This cartoon colorfully demonstrates the doctrine of "mutual destruction", where two opposing factions destroy each other precisely because of the competition between them. The doctrine of "mutual destruction" became very popular during the "Cold War" between the U.S.A. and the former USSR, as each one of these two superpowers had the firepower to potentially to destroy the other.
However, this doctrine of "mutual destruction" can be applied on many occasions - and one of them is a return to protectionism.
After all, a return to protectionism was exactly what the nations-states did during the Great Depression of 1929: As the states are competing against each other, each one "attacks" the exports of the others, by imposing duties on their exports.
Protectionism is by nature NOT a "creative" policy - quite the opposite, it is a "destructive" policy. More - it is a "mutual destruction", as country A targets and hits state B's exports, which leads the state B to hit back at the exports of country A, etc.
Those who advocate a return to protectionism claim that they want to help domestic production to grow. But what protectionism actually does is not to help domestic production to grow, but to hurt the production of the other states. The end result is the collapse of global trade (this is what happened during the Great Crash of 1929). Many historians even believe that this collapse in trade, which exacerbated the crisis, was as a major cause for the outbreak of the Second World War.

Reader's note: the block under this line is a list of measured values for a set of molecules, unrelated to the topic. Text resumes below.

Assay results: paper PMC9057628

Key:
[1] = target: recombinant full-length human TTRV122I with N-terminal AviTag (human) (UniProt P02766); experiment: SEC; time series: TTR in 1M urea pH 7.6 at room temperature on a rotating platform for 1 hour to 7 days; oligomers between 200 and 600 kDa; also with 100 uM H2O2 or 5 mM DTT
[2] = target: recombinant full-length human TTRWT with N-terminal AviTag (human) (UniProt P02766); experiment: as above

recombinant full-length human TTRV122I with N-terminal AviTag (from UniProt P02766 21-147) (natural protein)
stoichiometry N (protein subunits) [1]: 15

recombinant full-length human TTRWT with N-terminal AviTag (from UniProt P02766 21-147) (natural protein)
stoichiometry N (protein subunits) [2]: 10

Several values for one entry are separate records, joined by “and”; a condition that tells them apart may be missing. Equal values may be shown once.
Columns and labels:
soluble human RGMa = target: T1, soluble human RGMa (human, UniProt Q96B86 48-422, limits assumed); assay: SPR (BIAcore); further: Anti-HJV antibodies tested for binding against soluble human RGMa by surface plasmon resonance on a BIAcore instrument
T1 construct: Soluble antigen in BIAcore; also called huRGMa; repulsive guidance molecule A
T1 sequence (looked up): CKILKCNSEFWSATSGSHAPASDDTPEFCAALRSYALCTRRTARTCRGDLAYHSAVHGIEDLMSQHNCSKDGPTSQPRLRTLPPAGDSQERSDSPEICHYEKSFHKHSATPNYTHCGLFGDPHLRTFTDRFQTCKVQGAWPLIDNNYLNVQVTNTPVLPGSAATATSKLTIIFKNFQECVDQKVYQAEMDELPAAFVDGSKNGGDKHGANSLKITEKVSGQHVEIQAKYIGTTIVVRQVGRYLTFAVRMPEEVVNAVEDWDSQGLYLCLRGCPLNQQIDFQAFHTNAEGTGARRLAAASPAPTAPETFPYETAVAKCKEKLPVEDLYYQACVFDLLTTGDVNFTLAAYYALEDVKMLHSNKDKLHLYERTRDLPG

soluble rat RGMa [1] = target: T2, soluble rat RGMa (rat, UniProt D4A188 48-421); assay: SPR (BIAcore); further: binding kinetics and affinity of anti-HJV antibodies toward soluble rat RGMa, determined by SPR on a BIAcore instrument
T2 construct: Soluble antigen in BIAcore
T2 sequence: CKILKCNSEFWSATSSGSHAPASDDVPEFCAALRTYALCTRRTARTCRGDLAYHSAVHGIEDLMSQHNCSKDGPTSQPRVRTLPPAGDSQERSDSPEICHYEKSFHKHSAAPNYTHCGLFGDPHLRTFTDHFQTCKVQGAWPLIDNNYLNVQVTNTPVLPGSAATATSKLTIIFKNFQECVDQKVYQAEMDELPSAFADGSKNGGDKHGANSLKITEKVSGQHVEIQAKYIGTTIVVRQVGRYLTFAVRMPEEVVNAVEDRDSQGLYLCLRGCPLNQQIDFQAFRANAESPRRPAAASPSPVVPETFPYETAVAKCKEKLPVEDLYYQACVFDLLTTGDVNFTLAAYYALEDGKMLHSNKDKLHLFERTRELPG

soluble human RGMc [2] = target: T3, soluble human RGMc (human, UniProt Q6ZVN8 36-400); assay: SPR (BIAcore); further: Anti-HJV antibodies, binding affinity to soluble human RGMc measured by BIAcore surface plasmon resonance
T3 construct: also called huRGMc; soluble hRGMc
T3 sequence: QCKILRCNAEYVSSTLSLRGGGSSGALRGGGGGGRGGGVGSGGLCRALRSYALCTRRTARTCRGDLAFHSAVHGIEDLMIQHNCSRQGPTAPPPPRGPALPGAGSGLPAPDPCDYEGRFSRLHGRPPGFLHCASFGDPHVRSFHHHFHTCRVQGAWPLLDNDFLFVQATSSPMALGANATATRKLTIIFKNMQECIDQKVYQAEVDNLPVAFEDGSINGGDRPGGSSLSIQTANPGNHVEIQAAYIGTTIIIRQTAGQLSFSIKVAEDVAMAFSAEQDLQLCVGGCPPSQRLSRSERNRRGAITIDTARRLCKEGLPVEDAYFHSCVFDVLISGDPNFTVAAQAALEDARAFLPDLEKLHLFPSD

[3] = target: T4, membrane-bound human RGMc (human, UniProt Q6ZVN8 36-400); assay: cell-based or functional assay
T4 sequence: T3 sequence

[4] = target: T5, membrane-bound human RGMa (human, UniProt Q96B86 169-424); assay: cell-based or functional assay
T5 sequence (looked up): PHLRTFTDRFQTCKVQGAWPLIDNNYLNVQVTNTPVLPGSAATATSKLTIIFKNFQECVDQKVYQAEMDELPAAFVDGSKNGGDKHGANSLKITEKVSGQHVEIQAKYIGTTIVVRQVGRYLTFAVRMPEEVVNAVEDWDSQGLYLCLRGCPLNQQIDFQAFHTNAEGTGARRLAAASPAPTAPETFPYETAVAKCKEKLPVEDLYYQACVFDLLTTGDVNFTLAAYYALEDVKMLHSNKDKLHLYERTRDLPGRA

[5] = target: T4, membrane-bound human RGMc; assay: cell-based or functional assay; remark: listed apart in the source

- From an ideological standpoint, protectionism leads to the rising of nationalism (eg "we are Americans so we must buy American products", "we are English so we must buy English products", "we are German so we must buy German products", etc.).
- From an economic perspective, protectionism brought about an even greater collapse of world trade. Every worker essentially sided with his domestic ruling class, in hitting the workers of the other states. Rather than attack against their exploiters, the workers started hitting each other. And as each state's ruling class started attacking against the ruling classes of the other states, each state destroyed some parts of the other state's productive base, causing even more bankruptcies, and workers suffered even more, as unemployment spiked. However, in some sectors of the economy, this return to protectionism actually did create (or retained) jobs, but at the same time it deprived us of other jobs in other sectors, due to tariffs that were making a lot of exported goods not-competitive. Duties caused prices to rise, and ultimately consumption fell even further, as the workers could not afford to buy those expensive imported goods, and the depression deepened.